Road and platform surfaces

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nberrington
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Road and platform surfaces

Postby nberrington » Mon Sep 30, 2019 6:07 pm

Good day all. This may seem like a dumb question to most of you. I gather tarmac/ asphalt was an early twentieth century invention. As far as I can tell the roads around Swanage were tarred in the twenties. (?)

So the obvious question is - what were the road surfaces in the twenties? What were station platform surfaces?

Old pictures of swanage show a smooth surface on the platform - clearly not paving or cobbles.

Can anyone weigh in on this?

Armchair Modeller
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Re: Road and platform surfaces

Postby Armchair Modeller » Mon Sep 30, 2019 6:35 pm

Asphalt pavements were first laid in the 1840s in the UK, as briefly described here - https://en.wikipedia.org/wiki/Asphalt#United_Kingdom

Tarmacadam was an early C20 invention, see https://en.wikipedia.org/wiki/Tarmacadam

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Noel
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Re: Road and platform surfaces

Postby Noel » Mon Sep 30, 2019 7:14 pm

Besides the large slab or chequer brick edging for the full length of the platform, some minor BR WR stations had smaller slabs in front of the station building, often more or less coterminous with the canopy. In later days the rest of the surface was often tarmac, but not always. The rest had screened and compacted small chippings, with a maximum size of 3/4 to 1/2 inch, I would guess, until closure. I don't know about LSWR practice. but would think it was probably similar, as such material would have been commonly available.

Before tarmac, roads would have had a top layer several inches thick of compacted chippings of a similar size https://en.wikipedia.org/wiki/Macadam; or large slabs; or setts or cobbles; or longitudinal slabs set at a width to take the cart wheels, with cobbles or setts between. Initially at least, tarmac was simply added to the chippings to act as a binder and provide a smoother surface. Again, I don't know the practice in Swanage; local roads were the responsibility of local councils, main roads the responsibility of County Councils, even in the towns, so more than one type of surface could have been in use at the same time over a prolonged period.
Regards
Noel

Terry Bendall
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Re: Road and platform surfaces

Postby Terry Bendall » Mon Sep 30, 2019 10:31 pm

I can recall reading a description of bomb damage in London during World War Two of "wooden blocks of the road surface burning with a merry glow" but probably that was a feature of large towns and cities. Perhaps there was a tarmac covering to the blocks?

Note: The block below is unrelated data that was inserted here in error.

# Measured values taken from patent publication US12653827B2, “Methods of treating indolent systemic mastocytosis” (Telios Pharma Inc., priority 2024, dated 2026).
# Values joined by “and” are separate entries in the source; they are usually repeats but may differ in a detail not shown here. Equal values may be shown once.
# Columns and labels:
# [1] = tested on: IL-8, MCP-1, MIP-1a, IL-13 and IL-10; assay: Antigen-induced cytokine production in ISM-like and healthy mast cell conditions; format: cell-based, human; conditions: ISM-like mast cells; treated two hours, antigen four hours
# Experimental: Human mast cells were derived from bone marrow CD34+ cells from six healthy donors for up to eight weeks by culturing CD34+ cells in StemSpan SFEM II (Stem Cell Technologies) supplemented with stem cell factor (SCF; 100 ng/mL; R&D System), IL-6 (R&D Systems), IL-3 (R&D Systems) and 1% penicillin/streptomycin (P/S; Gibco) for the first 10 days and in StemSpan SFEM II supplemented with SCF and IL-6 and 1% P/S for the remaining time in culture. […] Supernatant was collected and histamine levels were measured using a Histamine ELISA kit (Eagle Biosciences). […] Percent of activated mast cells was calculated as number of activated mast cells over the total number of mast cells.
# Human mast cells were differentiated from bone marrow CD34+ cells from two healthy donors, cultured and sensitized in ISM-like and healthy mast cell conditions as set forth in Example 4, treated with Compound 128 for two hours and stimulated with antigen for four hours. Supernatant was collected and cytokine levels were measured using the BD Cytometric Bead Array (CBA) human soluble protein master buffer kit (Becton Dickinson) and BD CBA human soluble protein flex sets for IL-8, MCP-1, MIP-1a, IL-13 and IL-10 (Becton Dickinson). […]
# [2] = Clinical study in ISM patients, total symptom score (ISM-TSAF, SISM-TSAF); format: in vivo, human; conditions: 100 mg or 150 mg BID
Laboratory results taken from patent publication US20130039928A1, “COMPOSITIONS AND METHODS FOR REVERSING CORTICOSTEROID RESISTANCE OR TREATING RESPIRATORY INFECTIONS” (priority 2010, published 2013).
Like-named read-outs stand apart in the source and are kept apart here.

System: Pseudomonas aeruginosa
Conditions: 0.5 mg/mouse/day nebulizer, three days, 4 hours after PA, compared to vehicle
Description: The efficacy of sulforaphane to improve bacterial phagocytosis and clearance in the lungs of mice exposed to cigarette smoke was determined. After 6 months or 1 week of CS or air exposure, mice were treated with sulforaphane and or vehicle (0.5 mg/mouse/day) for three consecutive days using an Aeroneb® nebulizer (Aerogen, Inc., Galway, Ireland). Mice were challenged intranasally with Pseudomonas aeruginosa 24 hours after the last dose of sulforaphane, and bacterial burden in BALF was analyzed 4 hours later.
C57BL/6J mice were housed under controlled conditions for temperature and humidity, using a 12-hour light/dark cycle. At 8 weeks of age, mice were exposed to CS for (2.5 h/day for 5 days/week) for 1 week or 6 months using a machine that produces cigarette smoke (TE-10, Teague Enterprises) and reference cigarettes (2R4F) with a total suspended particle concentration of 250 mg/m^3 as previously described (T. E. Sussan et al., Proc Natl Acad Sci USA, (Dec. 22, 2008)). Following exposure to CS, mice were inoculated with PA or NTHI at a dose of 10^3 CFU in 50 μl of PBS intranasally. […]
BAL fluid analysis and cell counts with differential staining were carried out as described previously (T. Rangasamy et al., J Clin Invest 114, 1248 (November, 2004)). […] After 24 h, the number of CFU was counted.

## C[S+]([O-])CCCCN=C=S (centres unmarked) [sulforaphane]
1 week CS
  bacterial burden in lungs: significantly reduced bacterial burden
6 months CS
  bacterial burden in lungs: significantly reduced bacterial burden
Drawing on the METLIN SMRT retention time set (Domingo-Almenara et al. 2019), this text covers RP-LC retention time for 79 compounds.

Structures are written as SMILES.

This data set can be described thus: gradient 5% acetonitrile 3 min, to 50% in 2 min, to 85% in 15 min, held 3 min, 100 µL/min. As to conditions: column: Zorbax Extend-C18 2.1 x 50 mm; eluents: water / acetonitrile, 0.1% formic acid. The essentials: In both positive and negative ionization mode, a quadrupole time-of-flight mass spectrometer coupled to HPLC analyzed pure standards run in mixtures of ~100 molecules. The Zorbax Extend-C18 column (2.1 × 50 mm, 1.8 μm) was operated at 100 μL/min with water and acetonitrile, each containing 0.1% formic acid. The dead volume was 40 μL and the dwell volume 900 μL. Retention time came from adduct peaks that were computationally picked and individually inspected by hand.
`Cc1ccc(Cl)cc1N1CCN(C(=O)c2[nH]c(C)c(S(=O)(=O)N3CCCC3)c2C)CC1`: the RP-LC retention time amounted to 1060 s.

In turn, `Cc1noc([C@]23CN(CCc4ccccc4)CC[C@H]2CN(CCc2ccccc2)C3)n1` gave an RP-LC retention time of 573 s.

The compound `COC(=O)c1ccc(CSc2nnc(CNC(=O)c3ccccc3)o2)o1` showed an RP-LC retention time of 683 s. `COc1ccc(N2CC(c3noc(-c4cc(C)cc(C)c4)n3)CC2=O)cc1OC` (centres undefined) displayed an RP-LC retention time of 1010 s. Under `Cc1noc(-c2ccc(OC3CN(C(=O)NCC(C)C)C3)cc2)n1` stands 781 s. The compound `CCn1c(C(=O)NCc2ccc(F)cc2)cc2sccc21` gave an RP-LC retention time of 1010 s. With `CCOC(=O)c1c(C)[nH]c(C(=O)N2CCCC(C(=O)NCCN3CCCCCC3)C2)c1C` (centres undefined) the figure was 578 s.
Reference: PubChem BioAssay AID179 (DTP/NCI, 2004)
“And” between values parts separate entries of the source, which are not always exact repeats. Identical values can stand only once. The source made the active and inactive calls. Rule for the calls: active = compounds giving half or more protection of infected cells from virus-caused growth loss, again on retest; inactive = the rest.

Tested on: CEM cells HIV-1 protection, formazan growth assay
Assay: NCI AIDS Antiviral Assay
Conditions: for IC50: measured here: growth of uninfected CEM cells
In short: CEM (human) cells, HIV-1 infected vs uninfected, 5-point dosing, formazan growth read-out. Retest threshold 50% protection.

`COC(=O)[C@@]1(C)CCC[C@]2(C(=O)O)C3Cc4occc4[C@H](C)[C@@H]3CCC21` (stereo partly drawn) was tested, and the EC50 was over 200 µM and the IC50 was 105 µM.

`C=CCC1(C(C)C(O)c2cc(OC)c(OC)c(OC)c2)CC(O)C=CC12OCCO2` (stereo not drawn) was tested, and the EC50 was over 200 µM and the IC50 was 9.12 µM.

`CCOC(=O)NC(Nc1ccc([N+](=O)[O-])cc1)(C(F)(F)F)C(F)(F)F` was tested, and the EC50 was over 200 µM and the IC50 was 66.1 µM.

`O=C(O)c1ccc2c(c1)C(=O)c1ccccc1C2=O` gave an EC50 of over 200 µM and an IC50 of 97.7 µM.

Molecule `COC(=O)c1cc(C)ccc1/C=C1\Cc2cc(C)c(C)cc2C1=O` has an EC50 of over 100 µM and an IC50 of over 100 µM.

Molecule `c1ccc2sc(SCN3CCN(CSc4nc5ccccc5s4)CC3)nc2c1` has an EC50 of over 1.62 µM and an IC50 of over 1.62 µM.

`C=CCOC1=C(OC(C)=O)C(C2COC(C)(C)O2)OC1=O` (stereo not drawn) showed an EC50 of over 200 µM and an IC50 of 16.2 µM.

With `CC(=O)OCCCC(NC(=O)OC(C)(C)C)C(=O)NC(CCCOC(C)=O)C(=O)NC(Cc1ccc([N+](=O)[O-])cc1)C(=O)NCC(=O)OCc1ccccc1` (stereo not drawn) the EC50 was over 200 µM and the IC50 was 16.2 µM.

Terry Bendall

allanferguson
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Re: Road and platform surfaces

Postby allanferguson » Mon Sep 30, 2019 11:24 pm

Hardwood "cobblestones" were, I think, used in towns and cities which were otherwise surfaced with granite setts. The purpose was to make the traffic, which was mostly iron clad wheels or iron shod horses, significantly quieter in sensitive areas, such as beside hospitals. I remember them in front of the Sheriff Court in Dundee. They had been covered with a layer of asphalt which by the 1960's had largely worn off. The exposed wooden surfaces were a death trap in wet weather! I wonder what became of these bits of wood: I think they were lifted In the 1970's.

Allan F

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Le Corbusier
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Re: Road and platform surfaces

Postby Le Corbusier » Tue Oct 01, 2019 6:13 am

We have hardwood sets beneath much of the tarmac around where I live in Southwark (Mint Street/Southwark Bridge Road area). They are revealed by pot holes as and when the frost splits the tarmac. Not particularly a residential area historically or one that would demand quiet. Perhaps in some instances they were the poor mans granite?
Tim Lee

dclift
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Re: Road and platform surfaces

Postby dclift » Tue Oct 01, 2019 7:25 am

Hardwood blocks covered with asphalt were used in Melbourne (Australia) from the late 19th century. I recall a burst watermain at a major intersection causing the road to float 40 years or more ago.
David Clift.

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Noel
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Re: Road and platform surfaces

Postby Noel » Tue Oct 01, 2019 10:10 am

Le Corbusier wrote:We have hardwood sets beneath much of the tarmac around where I live in Southwark (Mint Street/Southwark Bridge Road area). They are revealed by pot holes as and when the frost splits the tarmac. Not particularly a residential area historically or one that would demand quiet. Perhaps in some instances they were the poor mans granite?